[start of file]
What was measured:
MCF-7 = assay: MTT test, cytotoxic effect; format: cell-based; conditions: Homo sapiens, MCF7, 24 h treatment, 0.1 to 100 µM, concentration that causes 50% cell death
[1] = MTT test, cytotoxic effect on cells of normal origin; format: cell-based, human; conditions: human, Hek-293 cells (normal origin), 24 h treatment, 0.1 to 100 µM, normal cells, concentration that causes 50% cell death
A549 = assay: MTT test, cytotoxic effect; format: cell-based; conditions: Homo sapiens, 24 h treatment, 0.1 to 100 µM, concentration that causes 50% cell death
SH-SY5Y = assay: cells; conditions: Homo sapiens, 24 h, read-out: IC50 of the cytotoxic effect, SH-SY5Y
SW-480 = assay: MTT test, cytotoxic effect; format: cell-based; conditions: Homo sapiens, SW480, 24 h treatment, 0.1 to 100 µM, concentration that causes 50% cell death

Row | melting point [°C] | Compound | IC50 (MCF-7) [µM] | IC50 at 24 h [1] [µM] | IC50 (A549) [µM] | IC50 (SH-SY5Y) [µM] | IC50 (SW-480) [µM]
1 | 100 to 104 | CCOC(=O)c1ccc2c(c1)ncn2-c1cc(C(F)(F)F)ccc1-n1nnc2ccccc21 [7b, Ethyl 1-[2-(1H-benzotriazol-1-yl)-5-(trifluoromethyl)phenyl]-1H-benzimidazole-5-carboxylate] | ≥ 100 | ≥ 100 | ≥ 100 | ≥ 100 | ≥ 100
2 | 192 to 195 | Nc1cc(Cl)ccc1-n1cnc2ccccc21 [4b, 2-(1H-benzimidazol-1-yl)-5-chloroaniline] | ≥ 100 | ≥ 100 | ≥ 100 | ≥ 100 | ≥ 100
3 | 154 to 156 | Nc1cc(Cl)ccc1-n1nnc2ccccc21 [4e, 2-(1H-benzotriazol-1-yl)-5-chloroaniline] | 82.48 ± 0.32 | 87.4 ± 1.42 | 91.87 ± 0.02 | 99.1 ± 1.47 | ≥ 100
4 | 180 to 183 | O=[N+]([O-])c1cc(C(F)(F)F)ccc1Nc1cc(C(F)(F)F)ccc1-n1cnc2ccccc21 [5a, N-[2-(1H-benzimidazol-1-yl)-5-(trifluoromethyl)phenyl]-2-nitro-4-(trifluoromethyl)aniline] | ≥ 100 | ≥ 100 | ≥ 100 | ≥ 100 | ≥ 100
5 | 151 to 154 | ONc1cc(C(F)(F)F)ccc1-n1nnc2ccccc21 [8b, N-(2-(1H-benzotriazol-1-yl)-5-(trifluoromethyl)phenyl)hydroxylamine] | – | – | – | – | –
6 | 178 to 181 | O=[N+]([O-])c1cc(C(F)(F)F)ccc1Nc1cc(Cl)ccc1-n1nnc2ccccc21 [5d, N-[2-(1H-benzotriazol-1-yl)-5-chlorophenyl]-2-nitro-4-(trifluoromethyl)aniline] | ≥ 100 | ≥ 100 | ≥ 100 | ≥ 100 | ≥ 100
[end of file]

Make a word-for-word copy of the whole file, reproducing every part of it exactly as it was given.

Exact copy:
What was measured:
MCF-7 = assay: MTT test, cytotoxic effect; format: cell-based; conditions: Homo sapiens, MCF7, 24 h treatment, 0.1 to 100 µM, concentration that causes 50% cell death
[1] = MTT test, cytotoxic effect on cells of normal origin; format: cell-based, human; conditions: human, Hek-293 cells (normal origin), 24 h treatment, 0.1 to 100 µM, normal cells, concentration that causes 50% cell death
A549 = assay: MTT test, cytotoxic effect; format: cell-based; conditions: Homo sapiens, 24 h treatment, 0.1 to 100 µM, concentration that causes 50% cell death
SH-SY5Y = assay: cells; conditions: Homo sapiens, 24 h, read-out: IC50 of the cytotoxic effect, SH-SY5Y
SW-480 = assay: MTT test, cytotoxic effect; format: cell-based; conditions: Homo sapiens, SW480, 24 h treatment, 0.1 to 100 µM, concentration that causes 50% cell death

Row | melting point [°C] | Compound | IC50 (MCF-7) [µM] | IC50 at 24 h [1] [µM] | IC50 (A549) [µM] | IC50 (SH-SY5Y) [µM] | IC50 (SW-480) [µM]
1 | 100 to 104 | CCOC(=O)c1ccc2c(c1)ncn2-c1cc(C(F)(F)F)ccc1-n1nnc2ccccc21 [7b, Ethyl 1-[2-(1H-benzotriazol-1-yl)-5-(trifluoromethyl)phenyl]-1H-benzimidazole-5-carboxylate] | ≥ 100 | ≥ 100 | ≥ 100 | ≥ 100 | ≥ 100
2 | 192 to 195 | Nc1cc(Cl)ccc1-n1cnc2ccccc21 [4b, 2-(1H-benzimidazol-1-yl)-5-chloroaniline] | ≥ 100 | ≥ 100 | ≥ 100 | ≥ 100 | ≥ 100
3 | 154 to 156 | Nc1cc(Cl)ccc1-n1nnc2ccccc21 [4e, 2-(1H-benzotriazol-1-yl)-5-chloroaniline] | 82.48 ± 0.32 | 87.4 ± 1.42 | 91.87 ± 0.02 | 99.1 ± 1.47 | ≥ 100
4 | 180 to 183 | O=[N+]([O-])c1cc(C(F)(F)F)ccc1Nc1cc(C(F)(F)F)ccc1-n1cnc2ccccc21 [5a, N-[2-(1H-benzimidazol-1-yl)-5-(trifluoromethyl)phenyl]-2-nitro-4-(trifluoromethyl)aniline] | ≥ 100 | ≥ 100 | ≥ 100 | ≥ 100 | ≥ 100
5 | 151 to 154 | ONc1cc(C(F)(F)F)ccc1-n1nnc2ccccc21 [8b, N-(2-(1H-benzotriazol-1-yl)-5-(trifluoromethyl)phenyl)hydroxylamine] | – | – | – | – | –
6 | 178 to 181 | O=[N+]([O-])c1cc(C(F)(F)F)ccc1Nc1cc(Cl)ccc1-n1nnc2ccccc21 [5d, N-[2-(1H-benzotriazol-1-yl)-5-chlorophenyl]-2-nitro-4-(trifluoromethyl)aniline] | ≥ 100 | ≥ 100 | ≥ 100 | ≥ 100 | ≥ 100